Sukanya Podder, a peacebuilding and reconciliation expert based in India, explains that animosities between ex-combatants and their communities are unintentionally promoted by the exclusion of these communities from the reintegration process. 

For example, when ex-combatants engage in skills-building activities and programs, their communities are sidelined, as these programs adopt an exclusive focus on the former soldiers. Not only does this create perceived inequalities in regions where such opportunities are rare, but these programs also hinder the development of skills required for communal activities, which are used by many local communities as part of their daily lives.

Feelings of disempowerment and marginalization represent further difficulties for the proper DDR of child soldiers. Prominent journalist Abdullah Dukuly explains that child soldiers have ‘become more familiar with violence than academic study’. This makes their return to the streets a source of insecurity, especially when they depend on ex-combatant friends for support.

Another complication comes from the gap between wartime and post-conflict identities of child soldiers.

The soldier identity may be difficult to relinquish, especially for the younger ones, who have no other identity. 

Furthermore, many of these child soldiers have assumed adult responsibilities and roles of partial leadership during conflict. They are therefore reluctant to transition to a civilian identity, where they return to being  treated as children. Placed under the authority of adult civilians, former child soldiers often become unwilling to return to their communities. They therefore give false information to tracing agents, further complicating the task of reunification and reintegration.

Due to the proximity between adults and children in rehabilitation camps, the possibility of re-recruitment of former child soldiers is always a danger. The security in  those camps is poor and this undermines efforts to separate children from the influence of fighting groups. In this setting, children are vulnerable to abuse, continued violence and re-recruitment.

The re-integration of former girl-child soldiers presents a particular case. Many were sexually abused, used as sex slaves or ‘bush wives’. The return to their communities is difficult. They are perceived as ‘sullied’ and unfit for marriage, particularly when they are pregnant or have had children of their own. Such girls often opt out of reintegration programs for fear of stigmatization.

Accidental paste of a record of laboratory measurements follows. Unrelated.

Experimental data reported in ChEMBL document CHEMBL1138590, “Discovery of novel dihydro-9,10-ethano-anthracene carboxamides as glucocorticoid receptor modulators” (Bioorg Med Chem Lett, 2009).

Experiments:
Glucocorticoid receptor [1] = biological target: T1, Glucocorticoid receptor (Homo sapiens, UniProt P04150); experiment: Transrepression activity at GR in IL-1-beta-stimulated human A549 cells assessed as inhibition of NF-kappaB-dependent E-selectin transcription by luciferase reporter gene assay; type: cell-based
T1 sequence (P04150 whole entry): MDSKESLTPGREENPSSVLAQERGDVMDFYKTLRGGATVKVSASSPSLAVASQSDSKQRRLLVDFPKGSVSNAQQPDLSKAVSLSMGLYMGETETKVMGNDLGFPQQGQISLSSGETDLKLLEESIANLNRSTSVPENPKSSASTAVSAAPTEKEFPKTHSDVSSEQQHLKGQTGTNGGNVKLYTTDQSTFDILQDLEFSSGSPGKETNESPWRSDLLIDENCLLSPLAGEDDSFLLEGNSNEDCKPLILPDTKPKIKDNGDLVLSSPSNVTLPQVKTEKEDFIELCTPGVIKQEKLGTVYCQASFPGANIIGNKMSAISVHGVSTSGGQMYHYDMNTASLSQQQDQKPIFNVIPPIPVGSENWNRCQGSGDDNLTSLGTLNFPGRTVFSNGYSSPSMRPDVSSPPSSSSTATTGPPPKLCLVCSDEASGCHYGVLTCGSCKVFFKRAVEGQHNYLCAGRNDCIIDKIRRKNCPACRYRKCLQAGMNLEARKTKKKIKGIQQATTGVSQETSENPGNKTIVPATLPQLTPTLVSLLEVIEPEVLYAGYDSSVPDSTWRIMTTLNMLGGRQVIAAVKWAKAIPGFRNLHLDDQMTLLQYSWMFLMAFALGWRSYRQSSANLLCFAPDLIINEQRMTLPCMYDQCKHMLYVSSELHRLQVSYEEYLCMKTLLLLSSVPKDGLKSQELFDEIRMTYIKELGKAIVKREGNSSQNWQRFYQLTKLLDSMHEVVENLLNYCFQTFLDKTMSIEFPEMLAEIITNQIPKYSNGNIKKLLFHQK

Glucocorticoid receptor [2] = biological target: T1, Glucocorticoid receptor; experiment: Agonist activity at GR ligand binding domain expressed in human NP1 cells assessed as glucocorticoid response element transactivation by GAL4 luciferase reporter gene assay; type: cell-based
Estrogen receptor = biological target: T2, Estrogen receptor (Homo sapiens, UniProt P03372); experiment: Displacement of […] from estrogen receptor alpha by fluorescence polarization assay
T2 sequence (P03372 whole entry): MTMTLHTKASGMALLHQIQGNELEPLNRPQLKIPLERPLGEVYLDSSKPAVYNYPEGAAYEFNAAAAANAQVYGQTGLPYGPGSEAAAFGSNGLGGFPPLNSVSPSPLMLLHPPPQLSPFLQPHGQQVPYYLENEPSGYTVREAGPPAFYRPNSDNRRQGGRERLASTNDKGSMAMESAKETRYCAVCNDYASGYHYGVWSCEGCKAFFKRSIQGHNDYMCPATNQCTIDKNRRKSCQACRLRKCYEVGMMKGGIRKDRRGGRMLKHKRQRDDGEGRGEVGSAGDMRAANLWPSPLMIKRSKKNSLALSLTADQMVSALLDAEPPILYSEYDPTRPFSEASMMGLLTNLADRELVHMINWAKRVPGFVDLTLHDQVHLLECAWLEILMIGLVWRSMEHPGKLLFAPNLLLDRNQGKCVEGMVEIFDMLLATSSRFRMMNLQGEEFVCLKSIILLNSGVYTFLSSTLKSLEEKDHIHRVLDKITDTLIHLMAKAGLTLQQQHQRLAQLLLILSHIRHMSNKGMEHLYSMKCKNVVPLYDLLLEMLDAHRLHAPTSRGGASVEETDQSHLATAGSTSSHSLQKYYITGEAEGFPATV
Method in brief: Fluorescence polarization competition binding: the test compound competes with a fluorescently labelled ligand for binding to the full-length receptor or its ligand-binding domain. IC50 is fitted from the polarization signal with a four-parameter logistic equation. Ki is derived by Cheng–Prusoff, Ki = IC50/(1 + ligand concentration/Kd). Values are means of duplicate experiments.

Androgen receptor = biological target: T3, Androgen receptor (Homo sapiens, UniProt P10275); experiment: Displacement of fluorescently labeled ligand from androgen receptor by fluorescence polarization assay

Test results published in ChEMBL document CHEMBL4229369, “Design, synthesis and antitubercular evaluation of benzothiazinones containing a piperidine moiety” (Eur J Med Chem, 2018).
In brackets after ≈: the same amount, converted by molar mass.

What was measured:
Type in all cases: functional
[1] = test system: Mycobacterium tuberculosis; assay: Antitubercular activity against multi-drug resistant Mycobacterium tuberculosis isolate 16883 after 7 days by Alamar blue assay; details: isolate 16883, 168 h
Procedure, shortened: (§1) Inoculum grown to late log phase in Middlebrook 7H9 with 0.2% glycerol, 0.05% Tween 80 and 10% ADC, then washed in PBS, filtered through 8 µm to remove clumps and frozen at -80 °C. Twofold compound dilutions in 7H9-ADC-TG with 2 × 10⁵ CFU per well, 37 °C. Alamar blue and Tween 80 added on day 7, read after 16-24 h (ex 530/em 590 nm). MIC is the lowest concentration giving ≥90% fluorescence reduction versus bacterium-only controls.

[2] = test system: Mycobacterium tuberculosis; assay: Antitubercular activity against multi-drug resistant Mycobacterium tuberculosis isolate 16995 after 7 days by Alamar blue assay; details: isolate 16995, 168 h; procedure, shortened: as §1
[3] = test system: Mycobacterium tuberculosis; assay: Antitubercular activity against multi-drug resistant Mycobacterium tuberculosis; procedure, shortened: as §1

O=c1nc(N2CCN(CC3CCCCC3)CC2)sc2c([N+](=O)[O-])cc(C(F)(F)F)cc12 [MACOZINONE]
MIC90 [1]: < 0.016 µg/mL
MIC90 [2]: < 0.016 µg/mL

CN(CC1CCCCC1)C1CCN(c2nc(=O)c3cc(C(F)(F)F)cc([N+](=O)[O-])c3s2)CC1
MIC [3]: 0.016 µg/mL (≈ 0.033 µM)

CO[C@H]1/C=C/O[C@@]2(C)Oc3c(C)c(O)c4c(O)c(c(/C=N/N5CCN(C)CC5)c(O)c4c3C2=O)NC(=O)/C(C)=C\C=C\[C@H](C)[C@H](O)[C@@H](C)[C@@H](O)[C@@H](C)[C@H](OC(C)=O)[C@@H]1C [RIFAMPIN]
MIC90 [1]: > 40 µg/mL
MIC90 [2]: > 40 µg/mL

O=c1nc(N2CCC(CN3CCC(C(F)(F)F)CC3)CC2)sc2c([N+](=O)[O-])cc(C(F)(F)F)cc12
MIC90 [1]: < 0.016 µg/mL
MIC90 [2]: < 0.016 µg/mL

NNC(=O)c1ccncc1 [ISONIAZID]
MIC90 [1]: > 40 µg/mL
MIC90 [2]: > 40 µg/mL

The gun collection dilemma, a complication for DDR of child soldiers, presents more difficulties for girls, who often do not have weapons to hand over. Lots of disarmament and demobilization programs enforce a ‘one man one weapon’ policy. The policy requires each combatant to present a weapon in order to be eligible for inclusion. This creates a dilemma between the need to include as many child soldiers as possible in the reconciliation  process, and the need to collect as many weapons as possible. In this context, weapons are  hoarded by militia leaders, who give them out to their affiliates. These affiliates can in turn apply for DDR benefits, leading to the exclusion of children, especially girls, from such programs.

To conclude, there are many difficulties for the successful reintegration of child combatants. Finding themselves in extremely vulnerable positions in post-conflict settings, they are often marginalized. Their needs are often overlooked, and they resort to a life of poverty and crime. 

To improve DDR efforts, reintegration should be supported by long-term funding mechanisms. The process should include the empowering of local communities along with returning youth. Rehabilitation should include traditional socio-cultural healing mechanisms. As argued by Kirsten Gislesen, a scholar and expert in DDR programs, the basis for regional peace in West Africa can be provided only through a systematic and regional disarmament program, backed by strong peace agreements.

This is an edited version of an article which was first published in BizGees, a team of professionals using their commercial expertise to support refugee entrepreneurs in new and innovative ways. It is reproduced here with their permission. For the original article, see here.

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Adrien Seewald is a third year War Studies student at King's College, London. He researched and wrote this article as part of the BizGees & War Studies Department Internship programme.